PINCHITO & BARRICA: TAPAS TWO TIMES IN THE WEST END
The next couple of weeks are shaping up to be some of the best of the year and unsurprisingly they involve eating copious amounts of Jamon Iberico.
On Monday, I join my good chums at Brindisa for the launch of the new Dehesa, the latest release of Jamon Iberico de Bellota from the incomparable Joselito. A few days later, I fly to Seville and from there make my way to Badajoz, one of the spiritual homes of Jamon to spend some time with a producer discovering the secrets of creating the world’s single greatest item of food. By way of preparation and inspired by HP’s recent trips to Spain, I decided to make my own mini tapas crawl with visits to the two most recent additions to London’s seemingly endless production line of Spanish restaurants and tapas bars.
The new branch of Pinchito is located on the corner of Bedford Square, just off Tottenham Court Road. It’s décor and approach will be instantly familiar to anyone who has visited their first branch near Old Street or the now defunct PinXto People in Brighton. The offering is as much about the impressive cocktails created by co-owner Toby Garcia, as it is about the food and Pinchito shies away from the traditional approach to tapas bars in favour the nuevo take of Cal Pep in Barcelona from which it draws its inspiration.
A quick sampling of two staples shows that there is still work to be done in the kitchen. Rabas, that Cantabrian weekend favourite of squid, sliced thinly to look like tails (hence the name) and deep-fried was greasy, chewy and burdened with too fierce hit of paprika. Croquettes of “mixed meat” were better, well fried and with a dense filling, which would have gone perfectly with a glass of fino or a cocktail. The restaurant takes reservations and offers a wider menu of daily specials, but as with the branch in Old Street, I still think of Pinchito as an excellent bar that serves food rather than a restaurant, which does decent drinks. As the former, it is definitely worth a visit, as the latter it will need to up its game if it is to persuade people to linger.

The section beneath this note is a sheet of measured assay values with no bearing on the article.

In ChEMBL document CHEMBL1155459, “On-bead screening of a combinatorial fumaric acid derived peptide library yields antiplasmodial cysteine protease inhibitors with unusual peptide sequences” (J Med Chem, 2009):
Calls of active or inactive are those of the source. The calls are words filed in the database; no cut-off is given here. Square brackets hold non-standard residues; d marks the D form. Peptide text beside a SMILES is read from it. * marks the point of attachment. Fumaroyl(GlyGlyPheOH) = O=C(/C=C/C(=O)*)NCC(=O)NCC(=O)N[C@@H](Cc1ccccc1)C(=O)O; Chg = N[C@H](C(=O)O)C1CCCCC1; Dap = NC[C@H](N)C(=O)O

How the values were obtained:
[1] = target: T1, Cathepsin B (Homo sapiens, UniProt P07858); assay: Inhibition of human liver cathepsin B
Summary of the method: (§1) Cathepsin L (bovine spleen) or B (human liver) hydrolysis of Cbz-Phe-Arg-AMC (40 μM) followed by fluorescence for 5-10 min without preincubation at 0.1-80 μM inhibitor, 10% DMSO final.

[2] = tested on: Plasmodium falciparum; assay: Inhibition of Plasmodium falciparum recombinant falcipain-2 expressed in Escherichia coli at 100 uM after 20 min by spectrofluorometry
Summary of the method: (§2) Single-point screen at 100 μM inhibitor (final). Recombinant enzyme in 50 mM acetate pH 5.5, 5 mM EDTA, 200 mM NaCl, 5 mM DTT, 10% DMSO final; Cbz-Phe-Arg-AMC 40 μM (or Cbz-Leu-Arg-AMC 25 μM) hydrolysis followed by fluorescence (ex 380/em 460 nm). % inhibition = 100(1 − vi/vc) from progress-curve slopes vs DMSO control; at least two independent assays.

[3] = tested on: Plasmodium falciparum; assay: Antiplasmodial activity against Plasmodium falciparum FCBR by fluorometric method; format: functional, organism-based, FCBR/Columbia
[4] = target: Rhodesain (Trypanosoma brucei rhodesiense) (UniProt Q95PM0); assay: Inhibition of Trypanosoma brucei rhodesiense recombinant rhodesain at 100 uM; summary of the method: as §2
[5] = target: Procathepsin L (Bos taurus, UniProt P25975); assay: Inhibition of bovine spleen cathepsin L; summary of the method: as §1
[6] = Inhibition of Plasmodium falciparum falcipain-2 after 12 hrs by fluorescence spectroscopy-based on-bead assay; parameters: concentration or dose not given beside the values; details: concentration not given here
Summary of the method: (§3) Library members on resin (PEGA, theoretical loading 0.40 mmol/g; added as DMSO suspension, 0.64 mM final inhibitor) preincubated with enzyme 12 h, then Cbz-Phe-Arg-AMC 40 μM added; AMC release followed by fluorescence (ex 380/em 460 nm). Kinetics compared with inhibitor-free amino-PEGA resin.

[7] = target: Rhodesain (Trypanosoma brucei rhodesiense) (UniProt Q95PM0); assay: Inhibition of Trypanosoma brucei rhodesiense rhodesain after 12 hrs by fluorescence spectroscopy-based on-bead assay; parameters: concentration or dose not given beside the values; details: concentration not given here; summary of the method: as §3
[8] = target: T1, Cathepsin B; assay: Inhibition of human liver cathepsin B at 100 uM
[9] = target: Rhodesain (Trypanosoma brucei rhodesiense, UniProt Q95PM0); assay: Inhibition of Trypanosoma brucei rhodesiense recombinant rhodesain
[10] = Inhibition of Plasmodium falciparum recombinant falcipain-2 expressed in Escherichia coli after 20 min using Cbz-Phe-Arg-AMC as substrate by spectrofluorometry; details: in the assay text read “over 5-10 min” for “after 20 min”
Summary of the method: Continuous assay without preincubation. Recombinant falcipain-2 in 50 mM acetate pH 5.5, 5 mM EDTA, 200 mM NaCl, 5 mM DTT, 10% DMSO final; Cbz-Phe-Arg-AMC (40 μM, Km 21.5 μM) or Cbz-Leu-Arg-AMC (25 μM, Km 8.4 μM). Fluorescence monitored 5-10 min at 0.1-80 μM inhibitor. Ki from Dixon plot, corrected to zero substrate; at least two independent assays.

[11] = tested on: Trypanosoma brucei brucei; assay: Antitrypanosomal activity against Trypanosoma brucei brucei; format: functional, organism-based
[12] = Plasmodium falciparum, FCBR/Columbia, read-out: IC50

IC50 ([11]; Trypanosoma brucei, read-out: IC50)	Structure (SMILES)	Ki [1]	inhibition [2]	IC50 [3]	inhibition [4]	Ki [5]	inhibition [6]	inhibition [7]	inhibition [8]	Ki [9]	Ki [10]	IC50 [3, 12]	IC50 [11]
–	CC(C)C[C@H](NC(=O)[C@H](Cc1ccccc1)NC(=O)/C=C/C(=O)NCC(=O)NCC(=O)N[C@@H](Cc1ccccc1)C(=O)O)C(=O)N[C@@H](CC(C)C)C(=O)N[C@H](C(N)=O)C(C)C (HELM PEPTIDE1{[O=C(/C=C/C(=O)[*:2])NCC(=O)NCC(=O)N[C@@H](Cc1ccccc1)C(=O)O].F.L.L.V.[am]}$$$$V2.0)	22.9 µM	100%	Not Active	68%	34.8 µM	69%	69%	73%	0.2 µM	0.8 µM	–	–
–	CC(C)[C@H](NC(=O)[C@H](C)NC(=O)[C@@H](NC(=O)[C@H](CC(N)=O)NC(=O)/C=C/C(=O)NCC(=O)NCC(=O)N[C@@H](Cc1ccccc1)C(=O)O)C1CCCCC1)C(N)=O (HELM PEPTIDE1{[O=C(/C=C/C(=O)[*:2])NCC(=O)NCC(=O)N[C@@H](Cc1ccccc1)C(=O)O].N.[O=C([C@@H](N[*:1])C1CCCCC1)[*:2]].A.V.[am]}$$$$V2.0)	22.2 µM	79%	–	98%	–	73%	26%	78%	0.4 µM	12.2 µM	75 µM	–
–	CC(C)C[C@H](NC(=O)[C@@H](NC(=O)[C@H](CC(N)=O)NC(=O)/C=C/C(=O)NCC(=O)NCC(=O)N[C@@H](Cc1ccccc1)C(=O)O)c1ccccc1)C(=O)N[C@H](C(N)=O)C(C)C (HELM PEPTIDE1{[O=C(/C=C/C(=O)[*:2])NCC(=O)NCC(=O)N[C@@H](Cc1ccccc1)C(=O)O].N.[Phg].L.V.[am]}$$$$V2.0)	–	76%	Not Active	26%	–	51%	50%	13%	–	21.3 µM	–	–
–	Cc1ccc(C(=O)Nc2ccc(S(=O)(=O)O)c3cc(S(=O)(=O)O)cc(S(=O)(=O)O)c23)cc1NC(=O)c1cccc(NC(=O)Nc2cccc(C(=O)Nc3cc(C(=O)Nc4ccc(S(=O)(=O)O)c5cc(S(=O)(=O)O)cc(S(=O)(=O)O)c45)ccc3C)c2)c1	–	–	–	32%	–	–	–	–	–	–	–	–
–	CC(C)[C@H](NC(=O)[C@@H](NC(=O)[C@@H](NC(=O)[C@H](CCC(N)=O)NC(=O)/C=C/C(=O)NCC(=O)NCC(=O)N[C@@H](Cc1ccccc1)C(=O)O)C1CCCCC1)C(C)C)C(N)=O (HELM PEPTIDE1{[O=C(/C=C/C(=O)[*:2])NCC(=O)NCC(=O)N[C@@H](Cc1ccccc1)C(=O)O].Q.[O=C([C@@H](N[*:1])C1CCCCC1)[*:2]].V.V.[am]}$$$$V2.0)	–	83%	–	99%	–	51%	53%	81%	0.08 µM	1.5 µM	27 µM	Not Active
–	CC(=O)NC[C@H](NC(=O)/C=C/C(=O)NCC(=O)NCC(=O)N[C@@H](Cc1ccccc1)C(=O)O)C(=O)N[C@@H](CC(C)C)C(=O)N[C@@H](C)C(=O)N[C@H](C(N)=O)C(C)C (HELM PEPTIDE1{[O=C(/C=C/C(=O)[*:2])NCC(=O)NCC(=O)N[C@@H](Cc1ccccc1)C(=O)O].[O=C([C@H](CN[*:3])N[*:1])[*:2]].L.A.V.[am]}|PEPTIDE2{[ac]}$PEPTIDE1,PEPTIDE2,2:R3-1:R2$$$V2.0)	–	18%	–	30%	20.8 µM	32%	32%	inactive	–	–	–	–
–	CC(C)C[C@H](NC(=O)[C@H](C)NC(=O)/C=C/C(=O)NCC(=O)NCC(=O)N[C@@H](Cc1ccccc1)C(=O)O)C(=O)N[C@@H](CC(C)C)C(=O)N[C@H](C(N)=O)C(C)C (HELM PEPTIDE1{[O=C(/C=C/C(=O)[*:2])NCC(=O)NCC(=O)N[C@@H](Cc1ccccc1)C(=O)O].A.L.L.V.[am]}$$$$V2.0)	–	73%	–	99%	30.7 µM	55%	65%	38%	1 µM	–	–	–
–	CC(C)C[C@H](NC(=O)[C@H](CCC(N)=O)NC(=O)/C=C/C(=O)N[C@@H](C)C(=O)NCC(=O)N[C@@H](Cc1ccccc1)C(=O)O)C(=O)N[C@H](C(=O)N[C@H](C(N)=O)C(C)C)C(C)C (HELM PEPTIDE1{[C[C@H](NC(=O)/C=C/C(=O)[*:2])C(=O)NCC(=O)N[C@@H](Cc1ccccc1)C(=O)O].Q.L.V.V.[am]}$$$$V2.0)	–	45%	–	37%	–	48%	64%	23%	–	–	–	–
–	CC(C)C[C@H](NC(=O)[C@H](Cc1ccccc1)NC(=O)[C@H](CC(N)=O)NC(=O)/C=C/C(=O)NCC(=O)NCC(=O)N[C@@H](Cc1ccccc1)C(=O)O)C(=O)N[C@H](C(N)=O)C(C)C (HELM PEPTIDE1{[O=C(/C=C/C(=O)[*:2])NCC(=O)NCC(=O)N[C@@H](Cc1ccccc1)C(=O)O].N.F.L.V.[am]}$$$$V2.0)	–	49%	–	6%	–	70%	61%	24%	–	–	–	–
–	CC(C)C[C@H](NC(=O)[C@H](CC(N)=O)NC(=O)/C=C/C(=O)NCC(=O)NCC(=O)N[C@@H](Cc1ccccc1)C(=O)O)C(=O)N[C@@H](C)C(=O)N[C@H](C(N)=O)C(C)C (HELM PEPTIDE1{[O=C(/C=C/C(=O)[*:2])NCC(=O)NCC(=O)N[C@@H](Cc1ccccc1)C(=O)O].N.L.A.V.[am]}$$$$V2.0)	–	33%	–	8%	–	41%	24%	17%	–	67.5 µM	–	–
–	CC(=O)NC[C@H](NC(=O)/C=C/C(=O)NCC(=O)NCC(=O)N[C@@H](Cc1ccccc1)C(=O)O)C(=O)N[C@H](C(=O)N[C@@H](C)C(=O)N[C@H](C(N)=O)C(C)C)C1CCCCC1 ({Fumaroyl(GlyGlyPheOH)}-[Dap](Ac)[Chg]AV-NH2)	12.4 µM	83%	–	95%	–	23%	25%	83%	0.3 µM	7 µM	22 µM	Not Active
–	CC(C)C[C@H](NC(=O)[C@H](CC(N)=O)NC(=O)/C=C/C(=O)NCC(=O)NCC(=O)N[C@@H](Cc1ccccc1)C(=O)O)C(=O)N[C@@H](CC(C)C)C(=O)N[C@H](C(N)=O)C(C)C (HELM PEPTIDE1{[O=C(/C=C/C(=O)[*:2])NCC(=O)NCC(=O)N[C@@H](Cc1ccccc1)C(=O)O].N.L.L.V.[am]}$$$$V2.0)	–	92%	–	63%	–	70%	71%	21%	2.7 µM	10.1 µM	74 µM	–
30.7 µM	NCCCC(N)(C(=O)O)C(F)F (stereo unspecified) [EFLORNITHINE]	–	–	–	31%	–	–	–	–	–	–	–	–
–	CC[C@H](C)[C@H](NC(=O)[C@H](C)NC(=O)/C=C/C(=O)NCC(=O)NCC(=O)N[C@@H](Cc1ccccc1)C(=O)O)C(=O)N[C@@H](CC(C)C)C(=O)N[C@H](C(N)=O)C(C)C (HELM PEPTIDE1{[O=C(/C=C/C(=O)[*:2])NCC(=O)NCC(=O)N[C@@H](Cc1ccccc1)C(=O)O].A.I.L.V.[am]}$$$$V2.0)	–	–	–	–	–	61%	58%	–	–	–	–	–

Barrica, on the other hand has set its stall out to compete full on with the West End’s other Spanish restaurants. Located on Goodge St. a few doors down from Salt Yard, and in the space once inhabited by ill fated and appallingly names, Ooze, Barrica is an independent operation (not as reported owned by Spanish group Vino Tinto) and traditional in its approach down to the three jamons swinging from the ceiling.
There is an extensive wine list and a wide selection of pretty standard tapas. I chose two more dishes by which the intentions and abilities of any Spanish restaurant can be discerned. More croquetta of Jamon were tiny and had been cooked for too long on the outside turning from the pre-requisite golden to the point where they were just at the point of being burnt. The insides, however, were good, creamy and flecked with decent amounts of jamon, but far below what HP dubbed "The Croquetta D'oro" to be found at the three branches of Brindisa.
Which brings us to the Jamon Iberico Bellota. The ham at Barrica had been cut by machine. Although the fat began to melt to a lovely sheen, as it should, it was not enough to disguise the fact that the meat had begun to dry out and lose the delicate flavour of acorns for which it is so famous. At £12 a plate, one probably could not have expected much more of a serving of this perniciously expensive product. However, one could and should expect better quality of storage and preparation for what is the benchmark of any Spanish restaurant with serious ambition.
Some places to their credit (Vinoteca for example) have taken Jamon Iberico off the menu because they cannot sell enough at the price they need to charge to keep the product in peak condition. I suspect Barrica may come to the same conclusion not too far into their existence. It would be a good decision given the poor quality of the plate with which I was presented.
Both Pinchito and Barrica have opened recently. However, both were charging full whack, so must feel that they were offering full value for money. I only sampled two dishes in each place, as much as I could manage and the very nature of a tapas crawl. I will probably head back to both to try more, but on this showing, Pinchito is looking the more likely prospect of the two, if mainly for the fact that Toby Garcia makes some of the best drinks in town.
What both places really achieve however, is just making me long to be back in Spain. Soon come.